Conclusion. We asked two questions at the outset: (1) Should Christians wear a marriage ring? (2) Does a plain marriage band fall into the category of the inappropriate ornaments of gold and pearls mentioned by Paul and Peter? We have sought for an answer to these questions by tracing the history of the ring first in ancient Rome, and then in Christian churches. What we have learned from this historical survey can be summarized in five major points.
First, the origin of the finger ring is shrouded in pagan mythology and idolatrous practices. To invest a pagan symbol with a sacred Christian meaning can easily lead to the secularization of the symbol itself. A case in point has been the Christian adoption of the Day of the Sun as the Lord’s Day, which soon became a holiday rather than a Holy Day.
Second, the Romans introduced the use of a plain iron ring to “tie” the betrothal commitment of two lovers. However, we have found that the plain iron betrothal ring soon evolved into elaborate gold rings used to cover all the fingers.
Third, what happened in pagan Rome was repeated in the Christian church. We have found that in the early church the use of the marital ring evolved through three main stages. In the first stage of the apostolic period, there was no apparent use of the marital ring. In the second stage of the second and third centuries, there was a restricted use of only one plain inexpensive conjugal ring. In the final stage from the fourth century onward there was a proliferation of all kinds of ornamental rings and jewelry.
Fourth, what happened in the early church has been repeated in modern denominations. The two examples we have considered, namely, the Methodist and Mennonite churches, show the same pattern. In the first stage, no jewelry or wedding rings were allowed. In the second stage, a concession was made for wearing the wedding ring. In the final stage, the concession to wear the marital ring became a pretext for wearing all kinds of jewelry, including ornamental rings.
Fifth, what has happened in the Methodist and Mennonite churches has occurred also in the Adventist church. The pattern is similar. In the first stage of the early days of Adventism, no jewelry or marriage rings were worn. In the second stage, a concession was made for wearing the marriage ring only in those countries where the custom was imperative. In the final stage, the concession was extended to church members in North America. The result of this evolution is a steady rise in the wearing of various kinds of jewelry, including ornamental rings.
In summary, the lesson of history is evident. Both in ancient Rome and in Christian history, marital rings have exercised a leavening influence by tempting people to wear ornamental rings and other types of jewelry. Rings seem to exercise almost a fatal attraction. People can become so enamored with their marriage ring as to be easily tempted to increase the number of rings on their fingers and “improve” their style.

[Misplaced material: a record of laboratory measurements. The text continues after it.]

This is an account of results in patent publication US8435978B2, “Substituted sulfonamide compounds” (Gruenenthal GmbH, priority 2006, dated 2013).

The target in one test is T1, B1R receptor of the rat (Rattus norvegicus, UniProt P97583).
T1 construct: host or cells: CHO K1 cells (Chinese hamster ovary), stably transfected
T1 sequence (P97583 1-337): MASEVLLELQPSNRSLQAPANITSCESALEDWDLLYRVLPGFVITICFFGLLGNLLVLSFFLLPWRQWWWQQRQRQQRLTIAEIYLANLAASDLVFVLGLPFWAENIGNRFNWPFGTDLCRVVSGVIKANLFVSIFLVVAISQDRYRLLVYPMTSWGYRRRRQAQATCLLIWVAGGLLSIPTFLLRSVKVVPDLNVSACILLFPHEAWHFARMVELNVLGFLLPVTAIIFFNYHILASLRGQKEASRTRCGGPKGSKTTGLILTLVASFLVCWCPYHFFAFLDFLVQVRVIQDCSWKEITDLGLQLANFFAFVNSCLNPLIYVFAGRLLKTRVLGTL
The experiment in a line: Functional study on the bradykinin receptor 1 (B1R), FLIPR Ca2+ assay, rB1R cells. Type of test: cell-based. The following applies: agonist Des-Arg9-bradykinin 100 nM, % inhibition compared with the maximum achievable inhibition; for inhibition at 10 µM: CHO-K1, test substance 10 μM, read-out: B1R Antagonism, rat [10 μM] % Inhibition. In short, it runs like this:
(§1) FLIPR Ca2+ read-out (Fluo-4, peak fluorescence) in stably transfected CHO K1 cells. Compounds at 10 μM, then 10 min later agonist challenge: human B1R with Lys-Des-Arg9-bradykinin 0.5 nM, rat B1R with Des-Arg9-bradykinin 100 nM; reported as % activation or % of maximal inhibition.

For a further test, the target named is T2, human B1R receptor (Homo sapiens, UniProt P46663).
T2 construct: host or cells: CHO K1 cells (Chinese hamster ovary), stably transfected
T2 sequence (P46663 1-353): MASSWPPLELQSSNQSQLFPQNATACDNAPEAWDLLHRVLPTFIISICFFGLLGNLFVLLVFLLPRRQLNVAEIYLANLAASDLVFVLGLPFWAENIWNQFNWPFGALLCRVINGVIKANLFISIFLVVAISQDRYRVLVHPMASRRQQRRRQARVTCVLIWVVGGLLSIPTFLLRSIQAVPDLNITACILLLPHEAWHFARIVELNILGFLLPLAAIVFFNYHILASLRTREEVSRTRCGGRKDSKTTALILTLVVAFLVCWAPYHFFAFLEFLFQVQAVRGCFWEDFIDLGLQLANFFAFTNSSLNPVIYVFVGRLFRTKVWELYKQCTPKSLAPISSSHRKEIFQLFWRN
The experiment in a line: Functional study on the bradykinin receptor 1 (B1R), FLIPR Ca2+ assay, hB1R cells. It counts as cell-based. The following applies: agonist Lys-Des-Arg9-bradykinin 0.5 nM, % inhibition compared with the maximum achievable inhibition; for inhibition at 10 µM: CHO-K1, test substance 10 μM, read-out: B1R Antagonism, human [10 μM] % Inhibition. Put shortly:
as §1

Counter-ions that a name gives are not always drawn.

In the light of these findings, what should be our answer to the first question, “Should Christians wear a plain marriage ring?” The answer is: Christians can wear a plain marriage band, if they can do so conscientiously, in those cultures where the custom is imperative. To the second question, “Does a plain marriage band fall into the category of the inappropriate ornaments of gold and pearls mentioned by Paul and Peter?” the answer is: Historically the plain wedding band has not been regarded as an ornament, but history also teaches us that the plain wedding band did not remain plain for very long. The plain wedding band evolved into elaborate rings, set with precious stones.
A Final Warning. Rapid cultural changes are taking place today. In many Western countries the old view of marriage as a sacred, indissoluble, lifelong commitment is being challenged and replaced by the new secular view of marriage as a social contract easily dissolved through the legal process. Truly, divorce is no longer an American disease. It is spreading fast in most developed Christian countries. The result is that the marriage band is gradually losing its meaning of mutual fidelity “till death do us part,” and is becoming more and more a mere ornament.
Furthermore, people today are no longer satisfied with a plain gold wedding band, but want more elaborate rings, with diamonds or other gems. The plain marriage band is fast becoming a relic of the past. This means that wedding rings are becoming a costly ornament, not in keeping with the Biblical principles of modesty and simplicity. In the light of these trends, wearing the wedding ring may soon become inappropriate for Christians even in countries where traditionally it has been a sign of virtue.
Many insist that jewelry in general and rings in particular are a minor thing that should not obscure more important matters. I agree. There is more to Christianity than jewelry and rings. This is why they receive limited coverage in the Bible. On the other hand, both the Bible and history reveal that the love and use of jewelry have consistently resulted in spiritual decline and apostasy. Since a wedding ring is such a minor thing, why not play it safe and remove it altogether, unless it is a social imperative? Why not wear instead “the golden link which binds [our] souls to Jesus Christ, a pure and holy character, the true love and meekness and godliness that are the fruit borne upon the Christian tree, and [our] influence will be secure anywhere”.86
NOTES TO CHAPTER V
1. On the relaxation of the standard regarding jewelry among some Mennonite groups, see Melvin Gingerich, Mennonite Attire Through Four Centuries (Breinigsville, Pennsylvania, 1970), pp. 142-144. For the same trend among the Methodists, see The Encyclopedia of World Methodism, 1977 ed., s.v. “Dress.”